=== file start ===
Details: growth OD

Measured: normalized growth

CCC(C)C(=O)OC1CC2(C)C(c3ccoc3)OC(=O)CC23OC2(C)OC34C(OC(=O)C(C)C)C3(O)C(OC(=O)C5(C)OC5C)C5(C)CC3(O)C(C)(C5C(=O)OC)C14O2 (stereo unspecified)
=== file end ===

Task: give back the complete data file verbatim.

Details: growth OD

Measured: normalized growth

CCC(C)C(=O)OC1CC2(C)C(c3ccoc3)OC(=O)CC23OC2(C)OC34C(OC(=O)C(C)C)C3(O)C(OC(=O)C5(C)OC5C)C5(C)CC3(O)C(C)(C5C(=O)OC)C14O2 (stereo unspecified)